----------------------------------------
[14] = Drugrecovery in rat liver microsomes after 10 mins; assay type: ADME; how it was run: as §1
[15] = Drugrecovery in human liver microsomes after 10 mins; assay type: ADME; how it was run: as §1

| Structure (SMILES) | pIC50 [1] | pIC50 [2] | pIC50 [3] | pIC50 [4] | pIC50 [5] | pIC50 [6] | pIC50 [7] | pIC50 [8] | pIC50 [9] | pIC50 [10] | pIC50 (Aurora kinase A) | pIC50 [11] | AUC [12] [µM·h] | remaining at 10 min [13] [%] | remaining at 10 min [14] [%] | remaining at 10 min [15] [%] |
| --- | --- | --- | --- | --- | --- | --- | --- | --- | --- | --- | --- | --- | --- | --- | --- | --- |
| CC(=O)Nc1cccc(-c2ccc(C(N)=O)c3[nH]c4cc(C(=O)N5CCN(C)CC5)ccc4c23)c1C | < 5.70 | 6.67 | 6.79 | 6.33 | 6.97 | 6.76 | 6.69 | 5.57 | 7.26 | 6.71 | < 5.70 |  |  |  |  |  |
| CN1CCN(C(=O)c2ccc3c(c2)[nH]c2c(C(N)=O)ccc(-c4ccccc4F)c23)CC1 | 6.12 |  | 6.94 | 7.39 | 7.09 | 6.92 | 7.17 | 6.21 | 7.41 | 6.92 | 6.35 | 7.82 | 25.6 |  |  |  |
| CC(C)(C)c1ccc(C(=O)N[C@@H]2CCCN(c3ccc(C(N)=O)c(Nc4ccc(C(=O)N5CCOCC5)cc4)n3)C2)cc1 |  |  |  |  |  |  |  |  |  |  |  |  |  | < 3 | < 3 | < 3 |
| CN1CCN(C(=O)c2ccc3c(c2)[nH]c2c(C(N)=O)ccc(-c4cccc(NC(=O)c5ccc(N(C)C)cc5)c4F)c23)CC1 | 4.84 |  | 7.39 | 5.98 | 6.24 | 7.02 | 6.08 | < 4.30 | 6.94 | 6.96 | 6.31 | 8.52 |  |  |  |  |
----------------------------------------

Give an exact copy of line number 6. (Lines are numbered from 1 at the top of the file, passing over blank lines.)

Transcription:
| CN1CCN(C(=O)c2ccc3c(c2)[nH]c2c(C(N)=O)ccc(-c4ccccc4F)c23)CC1 | 6.12 |  | 6.94 | 7.39 | 7.09 | 6.92 | 7.17 | 6.21 | 7.41 | 6.92 | 6.35 | 7.82 | 25.6 |  |  |  |